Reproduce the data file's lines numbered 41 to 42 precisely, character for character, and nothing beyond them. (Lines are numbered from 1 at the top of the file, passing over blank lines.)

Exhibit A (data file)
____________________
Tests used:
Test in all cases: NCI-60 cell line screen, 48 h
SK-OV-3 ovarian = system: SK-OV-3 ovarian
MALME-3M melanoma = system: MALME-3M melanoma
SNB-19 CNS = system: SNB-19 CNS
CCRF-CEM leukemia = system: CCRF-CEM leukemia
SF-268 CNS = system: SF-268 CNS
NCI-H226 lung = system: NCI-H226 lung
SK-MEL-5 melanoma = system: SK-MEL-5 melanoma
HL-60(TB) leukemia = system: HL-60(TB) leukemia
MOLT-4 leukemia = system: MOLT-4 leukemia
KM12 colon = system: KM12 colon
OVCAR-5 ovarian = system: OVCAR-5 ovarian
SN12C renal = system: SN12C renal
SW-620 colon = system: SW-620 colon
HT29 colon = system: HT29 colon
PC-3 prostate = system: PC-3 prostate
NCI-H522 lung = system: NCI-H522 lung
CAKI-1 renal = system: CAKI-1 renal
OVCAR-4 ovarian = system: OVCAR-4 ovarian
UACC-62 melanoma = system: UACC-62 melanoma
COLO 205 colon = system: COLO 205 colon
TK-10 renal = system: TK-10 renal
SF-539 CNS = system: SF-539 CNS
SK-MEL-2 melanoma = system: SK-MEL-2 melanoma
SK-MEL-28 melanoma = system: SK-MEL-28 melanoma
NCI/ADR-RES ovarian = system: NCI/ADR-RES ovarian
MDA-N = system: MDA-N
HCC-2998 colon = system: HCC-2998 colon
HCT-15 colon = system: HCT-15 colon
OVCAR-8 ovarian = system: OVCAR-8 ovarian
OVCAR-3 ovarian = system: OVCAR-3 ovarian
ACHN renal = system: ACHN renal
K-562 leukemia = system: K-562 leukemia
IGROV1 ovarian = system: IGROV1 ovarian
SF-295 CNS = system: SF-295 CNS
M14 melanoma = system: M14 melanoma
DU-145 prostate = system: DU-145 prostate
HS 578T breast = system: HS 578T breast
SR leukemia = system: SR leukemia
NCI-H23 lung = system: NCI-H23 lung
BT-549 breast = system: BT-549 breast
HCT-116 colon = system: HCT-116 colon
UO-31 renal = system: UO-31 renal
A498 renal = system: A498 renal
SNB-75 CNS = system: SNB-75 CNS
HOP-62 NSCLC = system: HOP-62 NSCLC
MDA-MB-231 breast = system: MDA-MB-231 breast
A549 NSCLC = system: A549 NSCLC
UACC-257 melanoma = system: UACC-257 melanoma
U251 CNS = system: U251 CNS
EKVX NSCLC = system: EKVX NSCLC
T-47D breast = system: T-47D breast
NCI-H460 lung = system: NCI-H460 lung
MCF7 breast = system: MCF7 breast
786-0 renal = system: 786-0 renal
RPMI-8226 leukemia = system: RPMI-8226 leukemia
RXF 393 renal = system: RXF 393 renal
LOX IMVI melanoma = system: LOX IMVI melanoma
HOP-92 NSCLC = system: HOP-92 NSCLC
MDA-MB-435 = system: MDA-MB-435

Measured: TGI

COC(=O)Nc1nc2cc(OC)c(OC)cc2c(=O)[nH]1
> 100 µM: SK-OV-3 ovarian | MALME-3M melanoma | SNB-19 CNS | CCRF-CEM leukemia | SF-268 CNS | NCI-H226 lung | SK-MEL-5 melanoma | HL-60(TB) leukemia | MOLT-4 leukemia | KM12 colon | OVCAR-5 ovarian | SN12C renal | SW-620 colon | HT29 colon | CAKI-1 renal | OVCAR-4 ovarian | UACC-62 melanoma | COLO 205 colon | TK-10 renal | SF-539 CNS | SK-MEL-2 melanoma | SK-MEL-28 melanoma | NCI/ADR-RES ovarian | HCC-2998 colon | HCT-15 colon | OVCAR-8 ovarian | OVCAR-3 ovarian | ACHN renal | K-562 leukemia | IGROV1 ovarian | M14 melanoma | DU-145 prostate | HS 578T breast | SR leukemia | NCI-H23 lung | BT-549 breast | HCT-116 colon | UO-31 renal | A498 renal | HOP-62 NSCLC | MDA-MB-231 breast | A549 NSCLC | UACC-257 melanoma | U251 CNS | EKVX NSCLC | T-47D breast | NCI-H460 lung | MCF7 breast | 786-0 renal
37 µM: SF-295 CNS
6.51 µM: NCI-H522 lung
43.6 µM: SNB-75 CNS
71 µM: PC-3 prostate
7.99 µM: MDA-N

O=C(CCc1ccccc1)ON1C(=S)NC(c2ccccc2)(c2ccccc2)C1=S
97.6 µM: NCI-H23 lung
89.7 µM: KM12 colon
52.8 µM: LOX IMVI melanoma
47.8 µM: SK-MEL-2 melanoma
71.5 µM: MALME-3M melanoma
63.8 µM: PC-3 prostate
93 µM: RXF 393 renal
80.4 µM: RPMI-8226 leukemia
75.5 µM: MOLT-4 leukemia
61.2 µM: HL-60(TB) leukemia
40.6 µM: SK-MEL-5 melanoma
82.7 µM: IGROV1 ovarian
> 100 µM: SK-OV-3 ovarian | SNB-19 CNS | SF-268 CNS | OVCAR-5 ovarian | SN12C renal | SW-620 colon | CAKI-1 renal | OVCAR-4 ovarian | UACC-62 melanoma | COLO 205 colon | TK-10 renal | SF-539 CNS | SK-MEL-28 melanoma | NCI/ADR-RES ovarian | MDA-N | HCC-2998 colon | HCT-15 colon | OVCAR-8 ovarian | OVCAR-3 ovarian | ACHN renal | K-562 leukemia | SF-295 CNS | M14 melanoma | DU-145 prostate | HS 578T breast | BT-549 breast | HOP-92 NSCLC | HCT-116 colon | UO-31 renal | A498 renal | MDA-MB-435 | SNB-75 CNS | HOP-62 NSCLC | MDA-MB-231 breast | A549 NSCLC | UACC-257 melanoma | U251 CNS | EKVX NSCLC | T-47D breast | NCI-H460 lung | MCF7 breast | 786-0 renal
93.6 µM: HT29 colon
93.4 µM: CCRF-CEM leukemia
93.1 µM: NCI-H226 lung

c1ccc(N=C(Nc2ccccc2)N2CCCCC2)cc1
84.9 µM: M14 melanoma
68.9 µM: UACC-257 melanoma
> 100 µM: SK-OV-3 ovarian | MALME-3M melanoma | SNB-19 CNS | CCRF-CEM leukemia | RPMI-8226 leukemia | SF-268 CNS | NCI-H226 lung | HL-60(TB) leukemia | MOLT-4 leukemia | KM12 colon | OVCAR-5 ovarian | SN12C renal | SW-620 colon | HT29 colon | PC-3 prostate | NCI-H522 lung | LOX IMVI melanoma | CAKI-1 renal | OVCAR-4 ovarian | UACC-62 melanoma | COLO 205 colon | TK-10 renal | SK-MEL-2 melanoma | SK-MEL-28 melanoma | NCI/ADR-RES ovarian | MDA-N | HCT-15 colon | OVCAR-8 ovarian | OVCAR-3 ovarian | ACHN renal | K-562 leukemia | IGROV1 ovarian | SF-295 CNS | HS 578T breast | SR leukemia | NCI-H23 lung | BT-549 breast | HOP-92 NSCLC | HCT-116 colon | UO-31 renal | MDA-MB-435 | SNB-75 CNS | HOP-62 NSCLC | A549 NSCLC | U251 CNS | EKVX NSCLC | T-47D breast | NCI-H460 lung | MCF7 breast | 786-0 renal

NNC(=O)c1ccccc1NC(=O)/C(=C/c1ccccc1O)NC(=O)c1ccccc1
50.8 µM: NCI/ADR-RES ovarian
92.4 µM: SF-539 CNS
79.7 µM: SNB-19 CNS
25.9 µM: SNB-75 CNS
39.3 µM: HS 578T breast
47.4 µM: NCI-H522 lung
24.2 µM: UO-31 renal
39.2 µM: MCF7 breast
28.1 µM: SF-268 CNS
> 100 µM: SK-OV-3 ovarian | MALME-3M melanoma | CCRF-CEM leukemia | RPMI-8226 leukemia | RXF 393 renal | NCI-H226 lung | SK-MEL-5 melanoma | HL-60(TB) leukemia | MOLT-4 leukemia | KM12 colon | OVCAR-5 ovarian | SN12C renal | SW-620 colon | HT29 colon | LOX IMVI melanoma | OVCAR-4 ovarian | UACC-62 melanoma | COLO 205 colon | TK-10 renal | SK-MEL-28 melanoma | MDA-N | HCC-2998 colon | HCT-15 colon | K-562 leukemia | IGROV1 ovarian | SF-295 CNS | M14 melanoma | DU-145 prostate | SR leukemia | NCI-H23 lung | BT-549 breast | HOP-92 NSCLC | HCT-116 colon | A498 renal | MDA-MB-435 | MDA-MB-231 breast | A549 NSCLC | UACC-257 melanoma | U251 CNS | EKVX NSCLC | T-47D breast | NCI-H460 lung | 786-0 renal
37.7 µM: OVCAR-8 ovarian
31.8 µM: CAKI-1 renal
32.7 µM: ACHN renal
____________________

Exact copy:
NCI-H23 lung = system: NCI-H23 lung
BT-549 breast = system: BT-549 breast